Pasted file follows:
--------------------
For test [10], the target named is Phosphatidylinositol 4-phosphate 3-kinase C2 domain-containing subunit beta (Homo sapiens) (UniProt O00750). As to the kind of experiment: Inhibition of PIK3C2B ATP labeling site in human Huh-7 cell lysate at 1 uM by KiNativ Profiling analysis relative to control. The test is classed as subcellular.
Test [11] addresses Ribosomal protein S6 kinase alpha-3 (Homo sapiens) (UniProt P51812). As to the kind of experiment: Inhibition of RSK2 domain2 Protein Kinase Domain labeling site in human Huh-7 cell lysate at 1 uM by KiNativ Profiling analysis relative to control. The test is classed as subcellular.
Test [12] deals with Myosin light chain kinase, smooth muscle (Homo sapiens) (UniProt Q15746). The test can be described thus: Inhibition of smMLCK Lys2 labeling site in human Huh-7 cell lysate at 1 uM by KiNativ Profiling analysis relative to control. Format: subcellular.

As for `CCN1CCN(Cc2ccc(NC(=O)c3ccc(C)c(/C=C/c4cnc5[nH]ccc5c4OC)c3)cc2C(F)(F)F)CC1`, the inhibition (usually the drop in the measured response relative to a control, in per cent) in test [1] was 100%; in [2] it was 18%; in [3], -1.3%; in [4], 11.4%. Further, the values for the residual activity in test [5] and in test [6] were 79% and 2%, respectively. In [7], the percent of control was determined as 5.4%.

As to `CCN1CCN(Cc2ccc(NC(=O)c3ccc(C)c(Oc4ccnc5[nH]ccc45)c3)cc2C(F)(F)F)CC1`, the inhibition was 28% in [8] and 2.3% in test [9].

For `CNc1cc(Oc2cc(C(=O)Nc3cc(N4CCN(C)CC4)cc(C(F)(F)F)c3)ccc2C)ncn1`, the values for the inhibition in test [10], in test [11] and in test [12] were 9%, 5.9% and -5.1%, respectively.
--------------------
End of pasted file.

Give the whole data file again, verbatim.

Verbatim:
For test [10], the target named is Phosphatidylinositol 4-phosphate 3-kinase C2 domain-containing subunit beta (Homo sapiens) (UniProt O00750). As to the kind of experiment: Inhibition of PIK3C2B ATP labeling site in human Huh-7 cell lysate at 1 uM by KiNativ Profiling analysis relative to control. The test is classed as subcellular.
Test [11] addresses Ribosomal protein S6 kinase alpha-3 (Homo sapiens) (UniProt P51812). As to the kind of experiment: Inhibition of RSK2 domain2 Protein Kinase Domain labeling site in human Huh-7 cell lysate at 1 uM by KiNativ Profiling analysis relative to control. The test is classed as subcellular.
Test [12] deals with Myosin light chain kinase, smooth muscle (Homo sapiens) (UniProt Q15746). The test can be described thus: Inhibition of smMLCK Lys2 labeling site in human Huh-7 cell lysate at 1 uM by KiNativ Profiling analysis relative to control. Format: subcellular.

As for `CCN1CCN(Cc2ccc(NC(=O)c3ccc(C)c(/C=C/c4cnc5[nH]ccc5c4OC)c3)cc2C(F)(F)F)CC1`, the inhibition (usually the drop in the measured response relative to a control, in per cent) in test [1] was 100%; in [2] it was 18%; in [3], -1.3%; in [4], 11.4%. Further, the values for the residual activity in test [5] and in test [6] were 79% and 2%, respectively. In [7], the percent of control was determined as 5.4%.

As to `CCN1CCN(Cc2ccc(NC(=O)c3ccc(C)c(Oc4ccnc5[nH]ccc45)c3)cc2C(F)(F)F)CC1`, the inhibition was 28% in [8] and 2.3% in test [9].

For `CNc1cc(Oc2cc(C(=O)Nc3cc(N4CCN(C)CC4)cc(C(F)(F)F)c3)ccc2C)ncn1`, the values for the inhibition in test [10], in test [11] and in test [12] were 9%, 5.9% and -5.1%, respectively.